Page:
Olicom first out of the blocks with High Speed Token Ring

Olicom first out of the blocks with High Speed Token Ring

High Speed Token Ring (HSTR) is here. The question is does anyone care?

Olicom last week predicted it would have at least a two to three month break on its token ring competitors when it announced it is shipping the first HSTR networking solutions. The 100Mbps Token Ring file server adapter and the two-port HSTR uplink module for its CrossFire 8600 Token Ring switch are both now available.

But with law firm Freehill Hollingdale and Page recently publicly stating it would be the latest in a line of high-profile Australian users to ditch token ring, many resellers and integrators may be left questioning whether there is any life at all in the market.

However, Olicom's vice president for Asia- Pacific, Prem Athwal, claims HSTR will revitalise the token ring market.

"HSTR delivers exactly what today's CIO needs to continue making strategic investments in their existing token ring networks," he said.

"It is the safest and easiest way to upgrade a token ring network and will play a pivotal role in protecting the significant technology investments already made by the Global 1000, while ensuring minimal disruptions to the existing LAN and existing applications."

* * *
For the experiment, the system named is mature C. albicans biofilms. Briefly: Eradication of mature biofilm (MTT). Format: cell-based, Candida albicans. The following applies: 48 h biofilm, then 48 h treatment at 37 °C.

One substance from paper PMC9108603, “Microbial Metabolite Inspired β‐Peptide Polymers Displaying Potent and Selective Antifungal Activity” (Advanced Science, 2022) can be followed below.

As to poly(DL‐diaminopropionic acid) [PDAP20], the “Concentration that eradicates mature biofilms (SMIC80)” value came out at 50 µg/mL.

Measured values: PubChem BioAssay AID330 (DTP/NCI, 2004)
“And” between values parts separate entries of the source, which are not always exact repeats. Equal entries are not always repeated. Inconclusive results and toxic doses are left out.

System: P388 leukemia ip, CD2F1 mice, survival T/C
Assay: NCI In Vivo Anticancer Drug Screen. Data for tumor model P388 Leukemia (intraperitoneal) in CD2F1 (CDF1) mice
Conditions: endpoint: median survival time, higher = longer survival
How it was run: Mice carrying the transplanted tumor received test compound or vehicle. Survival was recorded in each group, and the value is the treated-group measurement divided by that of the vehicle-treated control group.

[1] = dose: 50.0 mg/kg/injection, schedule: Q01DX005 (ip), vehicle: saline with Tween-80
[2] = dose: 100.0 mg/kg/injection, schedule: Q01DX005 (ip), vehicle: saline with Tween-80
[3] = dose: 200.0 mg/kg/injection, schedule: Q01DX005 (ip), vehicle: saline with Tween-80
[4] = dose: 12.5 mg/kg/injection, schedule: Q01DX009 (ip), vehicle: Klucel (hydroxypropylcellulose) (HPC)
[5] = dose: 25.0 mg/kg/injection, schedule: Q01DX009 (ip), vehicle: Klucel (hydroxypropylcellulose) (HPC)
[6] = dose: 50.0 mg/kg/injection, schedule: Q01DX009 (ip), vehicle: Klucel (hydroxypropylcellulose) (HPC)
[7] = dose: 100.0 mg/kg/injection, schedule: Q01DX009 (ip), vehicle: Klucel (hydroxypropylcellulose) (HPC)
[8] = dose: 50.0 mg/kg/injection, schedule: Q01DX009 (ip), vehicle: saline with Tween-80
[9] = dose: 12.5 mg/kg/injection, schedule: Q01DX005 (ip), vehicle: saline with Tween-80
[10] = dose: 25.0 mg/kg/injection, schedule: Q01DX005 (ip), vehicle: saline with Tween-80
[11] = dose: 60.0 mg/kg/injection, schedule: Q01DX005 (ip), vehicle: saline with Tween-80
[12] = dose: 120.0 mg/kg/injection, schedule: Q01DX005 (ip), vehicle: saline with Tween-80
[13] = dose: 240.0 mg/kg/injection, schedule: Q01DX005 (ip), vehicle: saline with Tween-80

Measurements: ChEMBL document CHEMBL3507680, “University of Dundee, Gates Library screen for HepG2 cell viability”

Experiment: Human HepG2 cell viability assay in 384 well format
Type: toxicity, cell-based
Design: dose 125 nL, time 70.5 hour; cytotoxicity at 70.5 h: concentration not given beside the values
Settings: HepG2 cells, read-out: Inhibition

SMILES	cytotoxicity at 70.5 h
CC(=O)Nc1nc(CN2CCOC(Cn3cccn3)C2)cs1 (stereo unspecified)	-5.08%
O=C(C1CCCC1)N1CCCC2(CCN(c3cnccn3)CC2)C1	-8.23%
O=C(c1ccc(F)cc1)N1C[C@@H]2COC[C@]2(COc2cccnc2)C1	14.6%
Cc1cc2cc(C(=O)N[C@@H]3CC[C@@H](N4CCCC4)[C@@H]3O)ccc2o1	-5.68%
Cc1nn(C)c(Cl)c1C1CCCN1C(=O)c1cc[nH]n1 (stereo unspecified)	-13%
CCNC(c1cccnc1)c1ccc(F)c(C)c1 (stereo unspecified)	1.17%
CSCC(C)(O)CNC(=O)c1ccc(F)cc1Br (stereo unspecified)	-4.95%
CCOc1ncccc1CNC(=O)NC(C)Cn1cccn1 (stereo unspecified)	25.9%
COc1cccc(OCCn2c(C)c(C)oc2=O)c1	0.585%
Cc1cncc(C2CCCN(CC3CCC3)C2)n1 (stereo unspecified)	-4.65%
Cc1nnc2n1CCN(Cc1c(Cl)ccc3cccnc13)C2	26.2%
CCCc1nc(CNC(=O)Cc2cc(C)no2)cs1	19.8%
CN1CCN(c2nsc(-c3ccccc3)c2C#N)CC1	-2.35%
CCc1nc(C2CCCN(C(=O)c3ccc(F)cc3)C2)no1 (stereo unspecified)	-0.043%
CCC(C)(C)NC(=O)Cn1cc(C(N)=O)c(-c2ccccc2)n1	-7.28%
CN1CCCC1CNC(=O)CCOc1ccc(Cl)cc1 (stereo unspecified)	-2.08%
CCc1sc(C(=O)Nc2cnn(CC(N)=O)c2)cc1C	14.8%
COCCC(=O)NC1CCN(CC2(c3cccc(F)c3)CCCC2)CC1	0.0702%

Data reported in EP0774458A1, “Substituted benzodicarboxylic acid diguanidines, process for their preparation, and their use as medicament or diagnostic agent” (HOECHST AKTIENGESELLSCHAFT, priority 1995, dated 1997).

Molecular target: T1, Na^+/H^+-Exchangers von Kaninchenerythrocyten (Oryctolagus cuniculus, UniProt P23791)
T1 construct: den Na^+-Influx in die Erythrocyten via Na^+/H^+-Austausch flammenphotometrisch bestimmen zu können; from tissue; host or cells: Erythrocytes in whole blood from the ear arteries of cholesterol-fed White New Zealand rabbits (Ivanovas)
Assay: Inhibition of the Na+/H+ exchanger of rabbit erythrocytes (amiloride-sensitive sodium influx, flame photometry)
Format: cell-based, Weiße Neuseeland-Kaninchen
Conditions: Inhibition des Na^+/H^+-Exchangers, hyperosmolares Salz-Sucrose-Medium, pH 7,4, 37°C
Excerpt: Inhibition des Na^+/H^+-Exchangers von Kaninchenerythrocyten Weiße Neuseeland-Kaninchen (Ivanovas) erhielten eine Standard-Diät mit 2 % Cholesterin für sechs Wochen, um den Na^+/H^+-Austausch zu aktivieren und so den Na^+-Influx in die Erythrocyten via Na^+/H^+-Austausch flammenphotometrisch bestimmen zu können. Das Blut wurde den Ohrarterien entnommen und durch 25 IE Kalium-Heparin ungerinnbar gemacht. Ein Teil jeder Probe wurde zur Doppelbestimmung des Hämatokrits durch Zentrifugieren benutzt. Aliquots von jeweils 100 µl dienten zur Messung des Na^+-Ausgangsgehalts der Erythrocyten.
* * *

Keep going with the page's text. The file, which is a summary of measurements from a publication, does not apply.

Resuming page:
Athwal sees the technology initally as being useful in reducing bottlenecks between servers and switches. It can be used as a backbone technology, but Olicom still recommends ATM as its backbone technology of choice.

Desktop technology soon

Olicom also believes that as HSTR prices come down, it will become a desktop technology, particularly for power users or power workgroups. To facilitate that, next to roll off the Olicom product line will be an 8/16/100Mbps Autosensing adapter.

Athwal said the aim of Olicom's ClearStep strategy is to give token ring users the ability to choose what technologies they feel are best suited for different parts of their network and then provide the ability to bring that together into a single seamless network.

Olicom expects being first to market will mean that users will be able to trial its technology and then deploy it when they decide it is necessary.

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